Gurgaon: Buyers seek more teeth in real estate bill
Around 300 representatives of various residents’ welfare associations (RWAs) in Gurgaon on Saturday demanded a stronger real estate bill and setting up of a regulatory body with sufficient power to take action against erring developers. Deevakar Anand reports.gurgaon Updated: Apr 28, 2013 01:12 IST
Around 300 representatives of various residents’ welfare associations (RWAs) in Gurgaon on Saturday demanded a stronger real estate bill and setting up of a regulatory body with sufficient power to take action against erring developers.
Stakeholders converged for a discussion on the Real Estate (Regulation and Development) bill 2011 organised by the Federation of Apartment Owners’ Association (FAOA).
The realty bill, which is yet to be tabled in the Parliament, proposes to set up a real estate regulatory authority in every state. Once the centres are set up, developers would have to submit all disclosures to the regulators concerned.
According to the proposed bill, developers will be able to advertise their projects only after declaration of their approved plans, timeline and other details.
“We are not trying to be a trade union or getting into a confrontation mode with developers, but we will certainly try to further our legitimate causes,” Gautam Gulati, senior vice-president, FAOA.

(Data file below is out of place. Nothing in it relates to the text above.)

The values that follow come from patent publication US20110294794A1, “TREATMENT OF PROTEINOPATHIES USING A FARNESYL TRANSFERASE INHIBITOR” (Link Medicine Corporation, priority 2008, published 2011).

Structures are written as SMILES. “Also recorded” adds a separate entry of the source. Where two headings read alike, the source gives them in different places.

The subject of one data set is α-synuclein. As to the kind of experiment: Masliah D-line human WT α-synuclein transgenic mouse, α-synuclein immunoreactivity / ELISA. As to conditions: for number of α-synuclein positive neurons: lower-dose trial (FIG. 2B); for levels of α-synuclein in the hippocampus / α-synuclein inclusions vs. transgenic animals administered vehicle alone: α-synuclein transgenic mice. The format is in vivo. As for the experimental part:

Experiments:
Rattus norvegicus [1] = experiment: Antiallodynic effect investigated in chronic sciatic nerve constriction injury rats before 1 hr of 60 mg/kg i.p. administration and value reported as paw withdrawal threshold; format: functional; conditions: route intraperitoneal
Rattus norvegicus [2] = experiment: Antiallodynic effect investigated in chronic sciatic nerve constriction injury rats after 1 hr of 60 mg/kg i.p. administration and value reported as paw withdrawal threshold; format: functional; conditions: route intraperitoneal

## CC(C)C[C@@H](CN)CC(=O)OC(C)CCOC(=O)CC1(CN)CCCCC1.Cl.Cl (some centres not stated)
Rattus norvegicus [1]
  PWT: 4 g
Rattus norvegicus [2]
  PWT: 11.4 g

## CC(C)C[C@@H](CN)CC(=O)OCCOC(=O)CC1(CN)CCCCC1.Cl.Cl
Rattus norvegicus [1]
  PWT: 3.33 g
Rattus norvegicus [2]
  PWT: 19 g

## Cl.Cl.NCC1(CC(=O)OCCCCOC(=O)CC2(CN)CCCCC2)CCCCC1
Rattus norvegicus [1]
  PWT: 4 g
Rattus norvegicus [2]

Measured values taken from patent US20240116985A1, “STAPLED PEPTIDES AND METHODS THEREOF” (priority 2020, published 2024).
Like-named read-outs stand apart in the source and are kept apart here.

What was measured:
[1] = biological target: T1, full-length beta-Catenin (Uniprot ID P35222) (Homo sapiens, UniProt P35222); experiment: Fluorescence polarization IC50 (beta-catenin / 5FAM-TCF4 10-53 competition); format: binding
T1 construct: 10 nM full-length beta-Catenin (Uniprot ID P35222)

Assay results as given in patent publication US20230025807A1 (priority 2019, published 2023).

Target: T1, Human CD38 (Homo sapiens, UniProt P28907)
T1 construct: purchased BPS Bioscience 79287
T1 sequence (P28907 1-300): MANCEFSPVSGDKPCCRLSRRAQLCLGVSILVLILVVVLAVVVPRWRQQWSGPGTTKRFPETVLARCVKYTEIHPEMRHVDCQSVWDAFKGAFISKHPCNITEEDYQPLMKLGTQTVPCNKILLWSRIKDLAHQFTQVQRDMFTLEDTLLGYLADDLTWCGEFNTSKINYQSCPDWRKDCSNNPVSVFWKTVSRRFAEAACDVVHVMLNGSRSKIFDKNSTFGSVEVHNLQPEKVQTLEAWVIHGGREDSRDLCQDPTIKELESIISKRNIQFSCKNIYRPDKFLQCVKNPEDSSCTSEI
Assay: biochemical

The discussion was to be attended by union minister of housing and urban poverty alleviation Ajay Maken. The minister, however, didn’t turn up.
The FAOA had recently made a representation over the draft bill to Maken. Some of the issues raised by them were transfer of maintenance and operations of condominiums, parking charges and stricter environmental adherence during the construction of flats.
Sanjay Bhasin of Bellaire Flat Owners Association said homebuyers were being pushed to the wall by the builders “who indulge in illegal practices”.
According to the residents’ body, the new law would require compulsory registration for builders who are developing projects on more than 1,000 sqm of area. Failure to do so will invite imprisonment of up to three years or a fine of up to 10% of the total project cost.
The developer community, on the other hand, has been demanding an ‘industry’ status for the real estate business.
“The demography of homebuyers in India has changed. The young and educated service class is demanding more transparency in the deals with realtors. The industry here is presently going through a phase of professionalism,” said Yash Gupta, MD of realty major Hines India.